The Charm City Circulator’s $11.6 million cumulative operating deficit, announced by the Department of Finance last week, is only one of the free bus system’s money troubles.
Lax bookkeeping is another.
The study of the Circulator’s operations and financials to evaluate the service’s future viability highlighted several “critical issues,” including “significant problems tracking revenue and expenditure information.”
Most notably, “revenues from partners and contributors. . . [were] not being segregated from expenditures” and “operating expenses were charged against capital accounts well after operating expense accounts had been identified,” the study noted.
The full study was issued by the Law Department to The Brew last Wednesday through a Maryland Public Information Act request.
So far, the document has not been posted on the Department of Transportation, Charm City Circulator or Finance Department’s websites.
Performed by the Bureau of the Budget and Management Research (BBMR), the 65-page report also concluded that the agency did not identify the capital appropriation used for the Circulator and the Harbor Connector (a free harbor shuttle) as a separate account.
Not doing so “greatly increase[ed] the difficulty in reporting Circulator and Harbor Connector-related capital expenses,” the study noted.
Both operations are managed by the city’s Department of Transportation and contracted out to private vendors (Veolia Transdev in the case of the Circulator).
“Payments have been charged to outdated or old program designations in the accounting system, and in a select case, revenues were not applied to the appropriate grant account,” the report noted regarding DOT’s accounting practices.
In FY 2010, for example, a $375,000 MTA grant was inadvertently credited to an expense account.
Lapses and Confusion
The study said gaps in the Circulator’s financial reporting made a basic understanding of expenses hard to discern.
“Accurate financial reporting is key to providing a clear picture of the service – and the problems with reporting. . . present a distressing picture.”
Such lapses and confusion apparently contributed to an environment where Barry S. Robinson – DOT’s former chief of Transit and Marine Services who ran the Circulator and was indicted in October on two counts of bribery and one count of money laundering – could not only steal from the agency but easily cover up his alleged transgressions.
Ad Sales Come Up Short, but Robinson Gets Paid
The Circulator’s advertising sales fell far short of initial projections, but the study offered no explanation why – and made no mention of Robinson’s alleged scheme to profit from them.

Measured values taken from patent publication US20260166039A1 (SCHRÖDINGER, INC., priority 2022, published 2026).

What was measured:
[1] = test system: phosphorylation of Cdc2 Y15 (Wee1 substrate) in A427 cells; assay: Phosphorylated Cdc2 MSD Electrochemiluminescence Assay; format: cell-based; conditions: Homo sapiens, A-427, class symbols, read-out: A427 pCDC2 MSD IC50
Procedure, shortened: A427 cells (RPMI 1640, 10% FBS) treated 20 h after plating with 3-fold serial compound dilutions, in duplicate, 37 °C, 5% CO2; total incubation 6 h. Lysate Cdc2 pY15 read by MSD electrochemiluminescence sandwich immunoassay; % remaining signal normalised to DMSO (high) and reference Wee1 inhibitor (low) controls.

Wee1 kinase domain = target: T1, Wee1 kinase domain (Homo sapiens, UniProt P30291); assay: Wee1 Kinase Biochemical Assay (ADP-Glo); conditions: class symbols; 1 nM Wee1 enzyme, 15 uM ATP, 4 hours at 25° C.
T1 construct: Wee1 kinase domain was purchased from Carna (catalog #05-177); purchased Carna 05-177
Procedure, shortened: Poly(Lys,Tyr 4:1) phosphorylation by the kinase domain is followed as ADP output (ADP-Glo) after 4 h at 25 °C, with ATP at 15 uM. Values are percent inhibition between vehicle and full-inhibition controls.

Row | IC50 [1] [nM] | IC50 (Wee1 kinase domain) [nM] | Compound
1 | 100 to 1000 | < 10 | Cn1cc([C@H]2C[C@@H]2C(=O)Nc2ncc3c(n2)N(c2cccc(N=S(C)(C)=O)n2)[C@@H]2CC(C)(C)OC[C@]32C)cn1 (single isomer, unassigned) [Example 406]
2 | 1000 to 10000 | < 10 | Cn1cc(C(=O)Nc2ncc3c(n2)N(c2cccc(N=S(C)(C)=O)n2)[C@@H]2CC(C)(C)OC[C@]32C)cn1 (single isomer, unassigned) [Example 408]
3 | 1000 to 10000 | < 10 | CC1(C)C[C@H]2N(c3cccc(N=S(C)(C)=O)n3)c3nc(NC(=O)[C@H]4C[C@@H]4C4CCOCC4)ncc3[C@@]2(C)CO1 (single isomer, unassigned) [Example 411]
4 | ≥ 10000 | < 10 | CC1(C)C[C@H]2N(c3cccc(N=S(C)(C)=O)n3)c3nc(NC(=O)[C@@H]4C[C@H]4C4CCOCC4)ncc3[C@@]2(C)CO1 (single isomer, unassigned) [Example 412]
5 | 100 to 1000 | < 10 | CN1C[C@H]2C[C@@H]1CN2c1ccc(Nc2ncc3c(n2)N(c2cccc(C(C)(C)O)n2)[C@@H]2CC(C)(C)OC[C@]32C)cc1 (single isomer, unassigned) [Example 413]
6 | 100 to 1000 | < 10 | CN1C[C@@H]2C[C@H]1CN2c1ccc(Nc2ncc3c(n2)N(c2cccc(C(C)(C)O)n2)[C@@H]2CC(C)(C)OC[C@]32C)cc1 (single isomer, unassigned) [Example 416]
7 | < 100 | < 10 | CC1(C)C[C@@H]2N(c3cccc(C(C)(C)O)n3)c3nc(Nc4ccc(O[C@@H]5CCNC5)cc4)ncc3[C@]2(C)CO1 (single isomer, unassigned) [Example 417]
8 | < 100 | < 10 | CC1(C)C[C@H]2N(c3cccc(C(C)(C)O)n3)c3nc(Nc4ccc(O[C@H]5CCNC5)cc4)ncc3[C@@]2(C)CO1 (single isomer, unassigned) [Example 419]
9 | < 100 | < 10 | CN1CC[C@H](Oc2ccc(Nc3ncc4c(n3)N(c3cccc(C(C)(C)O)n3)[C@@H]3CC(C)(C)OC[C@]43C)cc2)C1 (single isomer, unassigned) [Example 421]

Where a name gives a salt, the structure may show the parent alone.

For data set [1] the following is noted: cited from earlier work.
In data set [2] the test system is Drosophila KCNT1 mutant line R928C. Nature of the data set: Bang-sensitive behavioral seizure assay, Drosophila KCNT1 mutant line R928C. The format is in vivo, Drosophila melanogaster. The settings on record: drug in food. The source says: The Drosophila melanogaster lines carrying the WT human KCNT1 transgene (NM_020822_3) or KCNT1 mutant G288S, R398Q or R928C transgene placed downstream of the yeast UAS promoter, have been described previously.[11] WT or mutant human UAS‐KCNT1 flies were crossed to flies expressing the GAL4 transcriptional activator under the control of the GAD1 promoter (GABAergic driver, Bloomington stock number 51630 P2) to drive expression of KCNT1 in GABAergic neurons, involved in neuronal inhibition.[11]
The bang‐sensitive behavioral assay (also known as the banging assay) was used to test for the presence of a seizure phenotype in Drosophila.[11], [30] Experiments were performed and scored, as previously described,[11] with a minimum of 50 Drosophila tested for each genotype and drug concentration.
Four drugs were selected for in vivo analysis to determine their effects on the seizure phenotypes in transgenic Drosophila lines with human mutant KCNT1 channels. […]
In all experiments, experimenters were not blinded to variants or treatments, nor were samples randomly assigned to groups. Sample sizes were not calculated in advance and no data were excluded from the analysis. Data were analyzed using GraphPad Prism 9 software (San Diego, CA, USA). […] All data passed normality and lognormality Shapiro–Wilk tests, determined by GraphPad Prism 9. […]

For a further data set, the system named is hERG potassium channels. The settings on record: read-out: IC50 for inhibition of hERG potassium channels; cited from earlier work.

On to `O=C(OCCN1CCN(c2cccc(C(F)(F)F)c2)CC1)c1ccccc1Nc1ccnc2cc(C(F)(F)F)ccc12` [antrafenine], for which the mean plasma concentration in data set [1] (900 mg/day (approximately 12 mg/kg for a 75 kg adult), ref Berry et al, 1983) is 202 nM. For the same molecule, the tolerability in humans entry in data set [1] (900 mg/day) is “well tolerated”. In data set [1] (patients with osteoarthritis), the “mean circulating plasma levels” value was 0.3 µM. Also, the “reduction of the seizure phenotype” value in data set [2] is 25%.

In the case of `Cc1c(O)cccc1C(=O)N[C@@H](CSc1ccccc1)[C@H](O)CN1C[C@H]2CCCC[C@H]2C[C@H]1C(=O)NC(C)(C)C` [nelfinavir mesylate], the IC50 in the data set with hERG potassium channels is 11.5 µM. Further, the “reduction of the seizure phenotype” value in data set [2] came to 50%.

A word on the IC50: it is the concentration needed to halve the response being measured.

Circulator advertising revenues were projected at $350,000 for FY 2010 and expected to rise in later years, but sales never took off. In fact, the study says the Circulator had only $50,000 in ad revenue through FY 2013.
In 2009, DOT entered into an agreement with Mjach Designs to do marketing and design for the Circulator. Part of Mjach’s contract was selling ads on the buses and in print collateral.
Mjach’s advertising rate cards for 2009 and 2010 indicate they handled Circulator advertiser billing. (The owner of the agency was contacted for this story, but has yet to reply.)
But according to the indictment, Robinson collected at least some of the ad money himself. One of the advertisers is described in the federal indictment as “Person A.”
Canceling Debt for Cash
In the spring of 2013, the indictment alleges that Robinson received a check for $40,000 from “Person A,” payable to the Baltimore City Director of Finance, as payment for Circulator advertising.
Robinson allegedly returned the check to “Person A,” offering them a sweetheart option: he’d cancel the $40,000 debt and provide written documentation that it had been paid in exchange for $20,000 in cash for himself.
“Person A” declined the offer and the debt remained unpaid.
In January 2014, Robinson sweetened the deal, allegedly offering to extinguish $60,000 of city debt for “Person A” in return for $20,000 in cash, payable over the course of one month.
From January 23 to March 11, 2014, Robinson received four cash payments of $5,000 each from “Person A.” In return, the indictment alleges Robinson provided a signed letter on city letterhead falsely stating that the $60,000 debt had been paid.
Robinson deposited some of this money in another person’s bank account and was charged with money laundering.
The study says that DOT parted with Mjach in FY 2014, and ad revenues between July 1 and September 30 totaled $28,000.
Based on these results, the study “conservatively” projects that Circulator ad revenues will reach $120,000 for FY 2015 and will remain steady at that level in future years.
Gimme the Shelters
The former DOT division chief is also charged with trying to sell some of the Circulator’s capital assets—13 unused Circulator bus shelters, which he bought for the city in 2011 for about $249,000.
The indictment says they were paid for with a purchase order; however Robinson told “Person A” the city “didn’t know about them,” and he planned to take advantage of the city’s forgetfulness and sell them for his own benefit.
“Person A,” the indictment states, told Robinson he might know a buyer.
The indictment alleges Robinson then accepted $70,000 from “Person A” for the shelters in April 2014 to “pad” his impending retirement.
DOT has not explained how $249,000 worth of assets disappeared or how Robinson was able to hide the shelters without anyone apparently noticing.
In fact, recent media reports about the indictment say that DOT is still trying to recover the bus shelters, which Robinson was holding in a storage facility, when he resigned from the agency in October.